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Volume 9, issue 14 | Copyright

Special issue: The IASI instrument onboard the METOP satellite: first...

Atmos. Chem. Phys., 9, 4797-4810, 2009
https://doi.org/10.5194/acp-9-4797-2009
© Author(s) 2009. This work is distributed under
the Creative Commons Attribution 3.0 License.

  21 Jul 2009

21 Jul 2009

First year of upper tropospheric integrated content of CO2 from IASI hyperspectral infrared observations

C. Crevoisier1, A. Chédin1, H. Matsueda2, T. Machida3, R. Armante1, and N. A. Scott1 C. Crevoisier et al.
  • 1Laboratoire de Météorologie Dynamique/CNRS/IPSL, Ecole Polytechnique, Palaiseau, France
  • 2Geochemical Research Department, Meteorological Research Institute, Tsukuba, Japan
  • 3Center for Global Environmental Research, National Institute for Environmental Studies, Tsukuba, Japan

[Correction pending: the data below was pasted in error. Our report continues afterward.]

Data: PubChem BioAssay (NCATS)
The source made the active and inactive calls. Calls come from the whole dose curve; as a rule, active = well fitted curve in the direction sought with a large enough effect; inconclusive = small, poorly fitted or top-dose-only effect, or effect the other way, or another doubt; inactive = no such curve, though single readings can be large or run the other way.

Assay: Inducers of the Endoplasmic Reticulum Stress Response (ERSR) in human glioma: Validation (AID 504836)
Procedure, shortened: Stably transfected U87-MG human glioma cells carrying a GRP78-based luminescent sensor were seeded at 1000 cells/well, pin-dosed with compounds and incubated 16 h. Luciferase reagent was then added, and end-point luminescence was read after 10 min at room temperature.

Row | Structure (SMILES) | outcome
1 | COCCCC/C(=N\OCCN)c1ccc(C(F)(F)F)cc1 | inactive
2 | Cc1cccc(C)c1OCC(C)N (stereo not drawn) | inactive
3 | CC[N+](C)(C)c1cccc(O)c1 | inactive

Abstract. Simultaneous observations from the Infrared Atmospheric Sounding Interferometer (IASI) and from the Advanced Microwave Sounding Unit (AMSU), launched together onboard the European MetOp platform in October 2006, are used to retrieve an upper tropospheric content of carbon dioxide (CO2) covering the range 11–15 km (100–300 hPa), in clear-sky conditions, in the tropics, over sea, for the first year of operation of MetOp (January 2008–December 2008). With its very high spectral resolution, IASI provides fourteen channels in the 15 μm band highly sensitive to CO2 with reduced sensitivities to other atmospheric variables. IASI observations, sensitive to both CO2 and temperature, are used in conjunction with AMSU observations, only sensitive to temperature, to decorrelate both signals through a non-linear inference scheme based on neural networks. A key point of this approach is that no use is made of prior information in terms of CO2 seasonality, trend, or geographical patterns. The precision of the retrieval is estimated to be about 2.0 ppmv (~0.5%) for a 5°×5° spatial resolution on a monthly time scale. Features of the retrieved CO2 space-time distribution include: (1) a strong seasonal cycle of 4 ppmv in the northern tropics with a maximum in June–July and a minimum in September–October. This cycle is characterized by a backward two-months lag as compared to the surface, by a backward one-month lag as compared to measurements performed at 11 km, and by a forward one-month lag as compared to observations performed at the tropopause (16 km). This is likely due to the time-lag of CO2 cycle while transported from the surface to the upper troposphere; (2) a more complex seasonal cycle in the southern tropics, in agreement with in-situ measurements; (3) a latitudinal variation of CO2 shifting from a South-to-North increase of 3.5 ppmv in boreal spring to a South-to-North decrease of 1.5 ppmv in the fall, in excellent agreement with tropospheric aircraft measurements; (4) signatures of CO2 emissions transported to the upper troposphere. In addition to bringing an improved view of CO2 distribution, these results from IASI should provide an additional means to observe and understand atmospheric transport pathways of CO2 from the surface to the upper troposphere.

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